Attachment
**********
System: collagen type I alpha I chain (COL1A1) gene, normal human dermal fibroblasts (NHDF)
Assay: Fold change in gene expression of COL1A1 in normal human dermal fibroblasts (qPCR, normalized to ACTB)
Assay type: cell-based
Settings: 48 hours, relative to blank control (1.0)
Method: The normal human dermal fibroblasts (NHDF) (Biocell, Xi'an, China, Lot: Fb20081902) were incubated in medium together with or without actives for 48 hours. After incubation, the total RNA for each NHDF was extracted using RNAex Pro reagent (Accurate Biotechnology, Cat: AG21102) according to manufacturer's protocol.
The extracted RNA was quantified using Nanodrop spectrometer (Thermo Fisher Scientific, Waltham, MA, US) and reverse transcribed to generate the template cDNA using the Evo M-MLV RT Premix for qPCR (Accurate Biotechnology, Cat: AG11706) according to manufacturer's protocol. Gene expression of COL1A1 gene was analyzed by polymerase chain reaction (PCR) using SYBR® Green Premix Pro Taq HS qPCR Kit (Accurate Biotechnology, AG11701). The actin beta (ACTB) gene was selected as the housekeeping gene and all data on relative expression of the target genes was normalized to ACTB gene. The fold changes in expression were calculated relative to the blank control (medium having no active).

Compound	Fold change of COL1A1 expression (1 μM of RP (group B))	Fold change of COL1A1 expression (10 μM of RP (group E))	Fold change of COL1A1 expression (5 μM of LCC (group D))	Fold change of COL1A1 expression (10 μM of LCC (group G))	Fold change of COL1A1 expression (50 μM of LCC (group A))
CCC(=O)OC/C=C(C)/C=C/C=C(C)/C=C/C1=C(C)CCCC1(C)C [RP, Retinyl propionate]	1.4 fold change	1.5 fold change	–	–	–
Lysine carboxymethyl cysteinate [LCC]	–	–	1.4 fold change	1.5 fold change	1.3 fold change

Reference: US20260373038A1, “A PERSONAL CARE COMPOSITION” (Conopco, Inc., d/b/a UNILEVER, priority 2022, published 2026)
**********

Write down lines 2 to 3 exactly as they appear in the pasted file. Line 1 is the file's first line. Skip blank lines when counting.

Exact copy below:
Assay: Fold change in gene expression of COL1A1 in normal human dermal fibroblasts (qPCR, normalized to ACTB)
Assay type: cell-based